The purpose of the Day is to:

  • Honour the memory of victims of gross and systematic human rights violations and promote the importance of the right to truth and justice;
  • Pay tribute to those who have devoted their lives to, and lost their lives in, the struggle to promote and protect human rights for all;
  • Recognize, in particular, the important work and values of Archbishop Oscar Arnulfo Romero, of El Salvador, who was assasinated on 24 March 1980, after denouncing violations of the human rights of the most vulnerable populations and defending the principles of protecting lives, promoting human dignity and opposition to all forms of violence.


On 21 December 2010, the United Nations General Assembly proclaimed 24 March as the International Day for the Right to the Truth concerning Gross Human Rights Violations and for the Dignity of Victims.

The date was chosen because on 24 March 1980, Archbishop Oscar Arnulfo Romero of El Salvador was assassinated, after denouncing violations of human rights.

In a study conducted in 2006 the Office of the UN High Commissioner for Human Rights concluded that the right to the truth about gross human rights violations and serious violations of human rights law is an inalienable and autonomous right, linked to the duty and obligation of the State to protect and guarantee human rights, to conduct effective investigations and to guarantee effective remedy and reparations.

The study affirms that the right to the truth implies knowing the full and complete truth as to the events that transpired, their specific circumstances, and who participated in them, including knowing the circumstances in which the violations took place, as well as the reasons for them.

In a 2009 report on the Right to the Truth, the Office of the UN High Commissioner for Human Rights identified best practices for the effective implementation of this right, in particular practices relating to archives and records concerning gross violations of human rights, and programmes on the protection of witnesses and other persons involved in trials connected with such violations.

The Commission on the Truth for El Salvador was established in accordance with the Mexico Agreements of 27 April 1991 to investigate serious acts of violence that had occurred since 1980 and whose impact on society was deemed to require an urgent public knowledge of the truth.  In its report of 15 March 1993, the Commission documented the facts of the assassination of Archbishop Oscar Arnulfo Romero by pro-government forces, the so-called « death squads ».  He was shot dead by an assassin as he celebrated mass on 24 March 1980.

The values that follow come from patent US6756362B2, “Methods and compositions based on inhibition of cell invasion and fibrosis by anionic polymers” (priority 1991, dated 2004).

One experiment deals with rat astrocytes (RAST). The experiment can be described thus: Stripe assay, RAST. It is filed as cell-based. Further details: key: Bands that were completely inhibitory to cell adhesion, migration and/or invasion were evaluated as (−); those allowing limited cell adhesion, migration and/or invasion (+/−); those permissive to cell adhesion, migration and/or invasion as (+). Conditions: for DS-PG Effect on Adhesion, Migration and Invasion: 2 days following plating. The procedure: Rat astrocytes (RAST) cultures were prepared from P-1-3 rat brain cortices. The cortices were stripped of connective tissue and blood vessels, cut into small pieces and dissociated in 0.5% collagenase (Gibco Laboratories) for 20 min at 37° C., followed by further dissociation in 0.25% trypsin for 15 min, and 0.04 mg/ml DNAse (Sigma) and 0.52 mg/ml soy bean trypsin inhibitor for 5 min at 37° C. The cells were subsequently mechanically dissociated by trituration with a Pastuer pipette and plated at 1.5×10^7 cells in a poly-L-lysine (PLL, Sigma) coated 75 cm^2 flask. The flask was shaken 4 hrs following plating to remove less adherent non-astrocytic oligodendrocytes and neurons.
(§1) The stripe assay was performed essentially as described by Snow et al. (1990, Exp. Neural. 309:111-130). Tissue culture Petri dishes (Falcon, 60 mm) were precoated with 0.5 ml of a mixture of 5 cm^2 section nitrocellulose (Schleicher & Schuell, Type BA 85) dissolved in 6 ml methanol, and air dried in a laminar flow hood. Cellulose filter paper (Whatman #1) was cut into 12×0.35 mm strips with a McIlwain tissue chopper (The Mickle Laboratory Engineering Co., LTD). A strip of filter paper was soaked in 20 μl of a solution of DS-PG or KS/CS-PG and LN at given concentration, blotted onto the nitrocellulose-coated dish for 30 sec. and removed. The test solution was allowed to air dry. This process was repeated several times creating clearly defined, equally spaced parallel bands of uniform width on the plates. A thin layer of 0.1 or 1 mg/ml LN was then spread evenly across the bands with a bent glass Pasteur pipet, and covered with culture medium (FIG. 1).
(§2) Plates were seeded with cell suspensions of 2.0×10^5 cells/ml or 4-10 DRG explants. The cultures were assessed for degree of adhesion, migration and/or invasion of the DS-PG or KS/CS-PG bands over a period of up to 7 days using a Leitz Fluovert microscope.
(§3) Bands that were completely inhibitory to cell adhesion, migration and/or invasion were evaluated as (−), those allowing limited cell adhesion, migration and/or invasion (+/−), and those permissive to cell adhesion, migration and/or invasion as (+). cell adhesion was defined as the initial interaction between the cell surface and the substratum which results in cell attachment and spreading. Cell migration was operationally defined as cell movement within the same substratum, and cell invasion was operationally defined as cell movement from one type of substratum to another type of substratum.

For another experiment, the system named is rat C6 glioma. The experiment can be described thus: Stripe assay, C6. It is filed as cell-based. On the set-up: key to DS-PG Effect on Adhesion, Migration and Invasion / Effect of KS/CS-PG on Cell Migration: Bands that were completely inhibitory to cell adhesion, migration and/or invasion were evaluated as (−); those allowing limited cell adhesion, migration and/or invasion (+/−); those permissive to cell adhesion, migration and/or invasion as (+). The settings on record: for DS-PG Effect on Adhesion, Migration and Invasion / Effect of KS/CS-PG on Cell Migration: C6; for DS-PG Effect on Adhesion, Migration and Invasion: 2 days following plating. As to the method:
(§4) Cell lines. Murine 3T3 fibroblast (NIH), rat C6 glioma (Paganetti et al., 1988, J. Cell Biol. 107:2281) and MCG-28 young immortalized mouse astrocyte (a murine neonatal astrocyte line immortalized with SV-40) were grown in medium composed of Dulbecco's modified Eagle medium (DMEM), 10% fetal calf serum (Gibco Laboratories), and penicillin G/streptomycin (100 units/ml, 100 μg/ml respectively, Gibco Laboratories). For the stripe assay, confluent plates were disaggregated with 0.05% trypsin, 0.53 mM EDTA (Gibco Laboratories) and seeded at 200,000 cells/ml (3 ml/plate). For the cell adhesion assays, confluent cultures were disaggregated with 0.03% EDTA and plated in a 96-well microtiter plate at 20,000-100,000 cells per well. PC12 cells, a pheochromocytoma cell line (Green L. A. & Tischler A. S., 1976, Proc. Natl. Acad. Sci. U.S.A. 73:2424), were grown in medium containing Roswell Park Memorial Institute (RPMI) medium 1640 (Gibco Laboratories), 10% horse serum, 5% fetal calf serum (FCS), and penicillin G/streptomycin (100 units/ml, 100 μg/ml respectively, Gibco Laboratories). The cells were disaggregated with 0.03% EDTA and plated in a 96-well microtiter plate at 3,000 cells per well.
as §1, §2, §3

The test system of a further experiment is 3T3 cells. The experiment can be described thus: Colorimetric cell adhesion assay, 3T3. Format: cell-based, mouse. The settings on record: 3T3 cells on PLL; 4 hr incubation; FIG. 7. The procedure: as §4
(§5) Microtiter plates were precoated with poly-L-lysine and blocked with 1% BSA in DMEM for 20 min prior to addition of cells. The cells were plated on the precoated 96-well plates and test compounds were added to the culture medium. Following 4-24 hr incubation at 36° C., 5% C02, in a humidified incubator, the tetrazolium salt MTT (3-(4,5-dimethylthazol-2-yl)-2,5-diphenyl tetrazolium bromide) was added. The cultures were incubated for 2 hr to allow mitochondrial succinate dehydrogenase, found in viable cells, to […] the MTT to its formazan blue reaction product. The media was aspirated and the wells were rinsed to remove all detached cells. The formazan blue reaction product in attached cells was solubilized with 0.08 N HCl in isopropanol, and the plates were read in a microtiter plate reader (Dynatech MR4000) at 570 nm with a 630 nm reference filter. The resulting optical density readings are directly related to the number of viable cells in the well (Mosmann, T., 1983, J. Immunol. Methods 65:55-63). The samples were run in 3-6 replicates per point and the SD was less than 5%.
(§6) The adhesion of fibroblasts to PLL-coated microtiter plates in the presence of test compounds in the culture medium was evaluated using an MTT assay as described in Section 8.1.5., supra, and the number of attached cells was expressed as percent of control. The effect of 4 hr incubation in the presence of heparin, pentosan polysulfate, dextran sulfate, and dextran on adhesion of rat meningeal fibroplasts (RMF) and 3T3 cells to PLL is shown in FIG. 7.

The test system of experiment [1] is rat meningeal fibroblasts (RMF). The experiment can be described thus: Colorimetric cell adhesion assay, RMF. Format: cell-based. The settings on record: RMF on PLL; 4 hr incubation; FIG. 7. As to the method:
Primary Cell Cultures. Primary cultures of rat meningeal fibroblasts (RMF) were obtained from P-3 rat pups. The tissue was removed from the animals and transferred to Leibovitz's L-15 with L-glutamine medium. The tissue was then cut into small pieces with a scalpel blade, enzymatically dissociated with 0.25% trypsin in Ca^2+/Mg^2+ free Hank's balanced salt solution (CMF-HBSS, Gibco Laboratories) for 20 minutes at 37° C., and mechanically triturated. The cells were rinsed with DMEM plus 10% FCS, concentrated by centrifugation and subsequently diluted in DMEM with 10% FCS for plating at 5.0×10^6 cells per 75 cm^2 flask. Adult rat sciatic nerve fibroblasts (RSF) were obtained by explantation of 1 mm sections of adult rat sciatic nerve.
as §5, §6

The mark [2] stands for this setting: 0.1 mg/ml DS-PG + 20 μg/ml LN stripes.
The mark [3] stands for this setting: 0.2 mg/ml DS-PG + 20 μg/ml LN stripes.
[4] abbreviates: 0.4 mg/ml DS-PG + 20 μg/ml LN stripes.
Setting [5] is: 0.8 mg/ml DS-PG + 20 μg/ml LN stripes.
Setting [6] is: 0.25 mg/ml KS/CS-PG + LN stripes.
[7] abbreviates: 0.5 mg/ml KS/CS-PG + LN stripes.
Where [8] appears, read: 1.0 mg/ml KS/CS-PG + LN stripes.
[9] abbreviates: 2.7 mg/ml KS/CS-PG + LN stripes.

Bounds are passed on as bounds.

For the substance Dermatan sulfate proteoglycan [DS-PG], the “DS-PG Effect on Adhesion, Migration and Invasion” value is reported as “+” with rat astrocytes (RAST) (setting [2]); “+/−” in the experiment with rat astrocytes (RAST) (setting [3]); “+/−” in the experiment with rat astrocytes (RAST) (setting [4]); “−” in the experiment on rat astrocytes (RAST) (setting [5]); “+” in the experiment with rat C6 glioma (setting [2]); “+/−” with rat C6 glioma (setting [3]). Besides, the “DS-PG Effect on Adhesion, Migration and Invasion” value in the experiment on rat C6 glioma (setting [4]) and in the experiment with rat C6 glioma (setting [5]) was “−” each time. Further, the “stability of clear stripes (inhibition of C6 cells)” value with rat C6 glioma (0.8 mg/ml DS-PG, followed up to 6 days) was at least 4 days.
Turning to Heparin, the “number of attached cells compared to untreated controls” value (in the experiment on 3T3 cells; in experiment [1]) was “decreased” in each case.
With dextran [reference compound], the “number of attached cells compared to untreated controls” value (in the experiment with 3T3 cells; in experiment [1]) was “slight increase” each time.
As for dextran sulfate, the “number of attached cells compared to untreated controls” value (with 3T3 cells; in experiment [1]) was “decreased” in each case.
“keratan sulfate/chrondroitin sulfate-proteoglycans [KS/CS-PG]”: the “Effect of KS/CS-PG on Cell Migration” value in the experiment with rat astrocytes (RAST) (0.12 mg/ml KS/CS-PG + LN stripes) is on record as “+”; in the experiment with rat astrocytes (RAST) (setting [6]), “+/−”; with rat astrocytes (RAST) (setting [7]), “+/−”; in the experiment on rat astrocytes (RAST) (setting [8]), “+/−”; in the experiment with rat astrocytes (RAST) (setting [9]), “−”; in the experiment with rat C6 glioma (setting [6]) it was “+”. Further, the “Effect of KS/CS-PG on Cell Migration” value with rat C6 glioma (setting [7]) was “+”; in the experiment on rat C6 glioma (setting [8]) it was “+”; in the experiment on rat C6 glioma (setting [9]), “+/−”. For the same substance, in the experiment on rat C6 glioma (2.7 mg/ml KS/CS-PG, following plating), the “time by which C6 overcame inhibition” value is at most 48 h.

Source: Text: https://www.un.org/en/observances/right-to-truth-day   Image: pexels.com (Gabriel Dalton)   2nd image: Journée mondiale



Palm Sunday, Year B – 2024

The scene of Jesus entering Jerusalem on a donkey is rich in colorful details.
Bible commentators and spiritual writers, each picks up the aspect of the text which he/she finds deserves more attention.

Just now, one point strikes me – it is expressed in the first part of the narrative in Mark’s gospel (Mark 11:1-10).
Jesus tells the two apostles he is sending:

“Go to the village ahead of you, and just as you enter it,
you will find a colt tied there, which no one has ever ridden.
Untie it and bring it here.
If anyone asks you, ‘Why are you doing this?’
say, ‘The Lord needs it and will send it back here shortly’.”

The same scene of Jesus entering Jerusalem is  reported also by the evangelist Luke (Luke 19:39-40).

He has recorded a detail not mentioned by the other writers –
it is about the reaction of the Pharisees to the shouts of acclaim of the people welcoming Jesus.

“Some Pharisees in the crowd said to him, ‘Master, check your disciples’.
But he answered, ‘I tell you, if these keep silence the stones will cry out’.”

Amazing how people can put objections to… God.
And we can sometimes be among such people!

In the first instance, Jesus had, in fact, foreseen the objection – he warns his apostles about it.
In the second case, he replies to the Pharisees with his usual aplomb –
a self-assurance his opponents do not appreciate!

At the beginning of the Holy Week, it may be appropriate to reflect on our own… objections to God…

– When some situations suggest that God may expect this, or that, from us…
– When, through certain events, God calls us to reappraise some of our choices…
– When, through people around us, God invites us to make a courageous decision…
– When a gentle but persuasive inner voice inspires us to follow a certain path…

Do we offer God objections that we judge valid and reasonable?
Do we try to cleverly escape God’s challenge presenting him with good reasons not to answer his desire?

Perhaps, as Mark’s gospel states:
‘The Lord needs this…’


Note: In the following video (in French), Diane Dargis pursues the reflection on this scene at: https://youtu.be/Txjh2LJK_-o?si=lXy1CFkR8FB2QCEo

Note: Another text is available on a different theme, in French, at: https://image-i-nations.com/dimanche-des-rameaux-annee-b-2024/

Source: Images: unsplash.com (Dmitriy Serafin)        FreeBibleimages

World Water Day – 24 March 2024

This year’s World Water Day, on 22 March 2024, will take place under the theme ‘Leveraging Water for Peace’.

The UN Secretary-General António Guterres, in his World Water Day message, emphasized the urgent need for increased transboundary water cooperation: